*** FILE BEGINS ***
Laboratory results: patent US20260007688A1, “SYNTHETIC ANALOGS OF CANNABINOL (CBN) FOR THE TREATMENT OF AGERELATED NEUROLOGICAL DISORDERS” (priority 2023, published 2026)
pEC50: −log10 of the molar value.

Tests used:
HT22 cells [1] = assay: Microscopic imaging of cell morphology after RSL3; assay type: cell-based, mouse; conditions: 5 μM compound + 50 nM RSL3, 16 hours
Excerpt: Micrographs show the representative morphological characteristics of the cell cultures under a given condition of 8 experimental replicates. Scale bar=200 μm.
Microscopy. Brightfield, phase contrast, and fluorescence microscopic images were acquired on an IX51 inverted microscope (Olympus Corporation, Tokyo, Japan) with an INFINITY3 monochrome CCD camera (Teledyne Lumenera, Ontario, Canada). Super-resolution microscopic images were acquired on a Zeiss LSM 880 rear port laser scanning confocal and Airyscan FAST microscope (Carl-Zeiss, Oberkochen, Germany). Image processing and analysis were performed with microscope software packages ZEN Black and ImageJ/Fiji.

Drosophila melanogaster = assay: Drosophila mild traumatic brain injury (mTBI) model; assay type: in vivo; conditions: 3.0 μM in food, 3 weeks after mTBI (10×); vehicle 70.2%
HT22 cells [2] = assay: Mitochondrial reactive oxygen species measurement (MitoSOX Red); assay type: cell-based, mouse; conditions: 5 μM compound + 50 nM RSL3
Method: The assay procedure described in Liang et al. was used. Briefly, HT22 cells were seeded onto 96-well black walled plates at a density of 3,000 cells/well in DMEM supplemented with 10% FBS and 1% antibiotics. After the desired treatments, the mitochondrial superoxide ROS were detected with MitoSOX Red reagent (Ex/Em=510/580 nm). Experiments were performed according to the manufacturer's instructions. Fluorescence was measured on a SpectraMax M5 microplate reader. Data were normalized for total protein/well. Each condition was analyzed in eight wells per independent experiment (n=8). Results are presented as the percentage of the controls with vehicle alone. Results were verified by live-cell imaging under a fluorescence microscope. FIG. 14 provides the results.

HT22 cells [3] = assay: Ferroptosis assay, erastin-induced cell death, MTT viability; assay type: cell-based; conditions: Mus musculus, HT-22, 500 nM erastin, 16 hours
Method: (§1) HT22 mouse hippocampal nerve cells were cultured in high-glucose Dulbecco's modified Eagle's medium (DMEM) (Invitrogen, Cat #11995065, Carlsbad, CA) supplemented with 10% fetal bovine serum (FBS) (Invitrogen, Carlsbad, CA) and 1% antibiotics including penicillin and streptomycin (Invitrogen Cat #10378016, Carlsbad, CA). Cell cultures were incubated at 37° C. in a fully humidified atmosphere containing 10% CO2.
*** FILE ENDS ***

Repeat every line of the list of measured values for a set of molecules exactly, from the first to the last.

Laboratory results: patent US20260007688A1, “SYNTHETIC ANALOGS OF CANNABINOL (CBN) FOR THE TREATMENT OF AGERELATED NEUROLOGICAL DISORDERS” (priority 2023, published 2026)
pEC50: −log10 of the molar value.

Tests used:
HT22 cells [1] = assay: Microscopic imaging of cell morphology after RSL3; assay type: cell-based, mouse; conditions: 5 μM compound + 50 nM RSL3, 16 hours
Excerpt: Micrographs show the representative morphological characteristics of the cell cultures under a given condition of 8 experimental replicates. Scale bar=200 μm.
Microscopy. Brightfield, phase contrast, and fluorescence microscopic images were acquired on an IX51 inverted microscope (Olympus Corporation, Tokyo, Japan) with an INFINITY3 monochrome CCD camera (Teledyne Lumenera, Ontario, Canada). Super-resolution microscopic images were acquired on a Zeiss LSM 880 rear port laser scanning confocal and Airyscan FAST microscope (Carl-Zeiss, Oberkochen, Germany). Image processing and analysis were performed with microscope software packages ZEN Black and ImageJ/Fiji.

Drosophila melanogaster = assay: Drosophila mild traumatic brain injury (mTBI) model; assay type: in vivo; conditions: 3.0 μM in food, 3 weeks after mTBI (10×); vehicle 70.2%
HT22 cells [2] = assay: Mitochondrial reactive oxygen species measurement (MitoSOX Red); assay type: cell-based, mouse; conditions: 5 μM compound + 50 nM RSL3
Method: The assay procedure described in Liang et al. was used. Briefly, HT22 cells were seeded onto 96-well black walled plates at a density of 3,000 cells/well in DMEM supplemented with 10% FBS and 1% antibiotics. After the desired treatments, the mitochondrial superoxide ROS were detected with MitoSOX Red reagent (Ex/Em=510/580 nm). Experiments were performed according to the manufacturer's instructions. Fluorescence was measured on a SpectraMax M5 microplate reader. Data were normalized for total protein/well. Each condition was analyzed in eight wells per independent experiment (n=8). Results are presented as the percentage of the controls with vehicle alone. Results were verified by live-cell imaging under a fluorescence microscope. FIG. 14 provides the results.

HT22 cells [3] = assay: Ferroptosis assay, erastin-induced cell death, MTT viability; assay type: cell-based; conditions: Mus musculus, HT-22, 500 nM erastin, 16 hours
Method: (§1) HT22 mouse hippocampal nerve cells were cultured in high-glucose Dulbecco's modified Eagle's medium (DMEM) (Invitrogen, Cat #11995065, Carlsbad, CA) supplemented with 10% fetal bovine serum (FBS) (Invitrogen, Carlsbad, CA) and 1% antibiotics including penicillin and streptomycin (Invitrogen Cat #10378016, Carlsbad, CA). Cell cultures were incubated at 37° C. in a fully humidified atmosphere containing 10% CO2.